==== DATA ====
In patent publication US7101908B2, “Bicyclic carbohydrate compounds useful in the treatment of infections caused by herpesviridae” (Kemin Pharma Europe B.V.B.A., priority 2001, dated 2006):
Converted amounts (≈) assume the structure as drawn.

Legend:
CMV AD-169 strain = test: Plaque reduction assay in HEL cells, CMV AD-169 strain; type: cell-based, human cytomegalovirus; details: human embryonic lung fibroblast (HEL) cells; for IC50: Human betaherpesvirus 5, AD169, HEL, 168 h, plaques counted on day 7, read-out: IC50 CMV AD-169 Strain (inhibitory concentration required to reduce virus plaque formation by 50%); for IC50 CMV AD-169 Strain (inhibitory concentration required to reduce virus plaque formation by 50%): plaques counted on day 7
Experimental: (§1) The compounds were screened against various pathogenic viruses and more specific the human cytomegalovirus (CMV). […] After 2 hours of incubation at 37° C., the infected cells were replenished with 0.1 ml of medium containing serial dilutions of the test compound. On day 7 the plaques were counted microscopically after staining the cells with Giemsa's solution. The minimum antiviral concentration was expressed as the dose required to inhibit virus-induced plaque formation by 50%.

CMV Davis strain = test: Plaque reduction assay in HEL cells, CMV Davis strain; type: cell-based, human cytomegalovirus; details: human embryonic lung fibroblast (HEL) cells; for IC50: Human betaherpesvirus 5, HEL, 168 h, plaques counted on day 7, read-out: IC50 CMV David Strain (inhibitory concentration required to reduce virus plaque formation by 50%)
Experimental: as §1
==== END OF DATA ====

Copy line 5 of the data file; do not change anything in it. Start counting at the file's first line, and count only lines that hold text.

Experimental: (§1) The compounds were screened against various pathogenic viruses and more specific the human cytomegalovirus (CMV). […] After 2 hours of incubation at 37° C., the infected cells were replenished with 0.1 ml of medium containing serial dilutions of the test compound. On day 7 the plaques were counted microscopically after staining the cells with Giemsa's solution. The minimum antiviral concentration was expressed as the dose required to inhibit virus-induced plaque formation by 50%.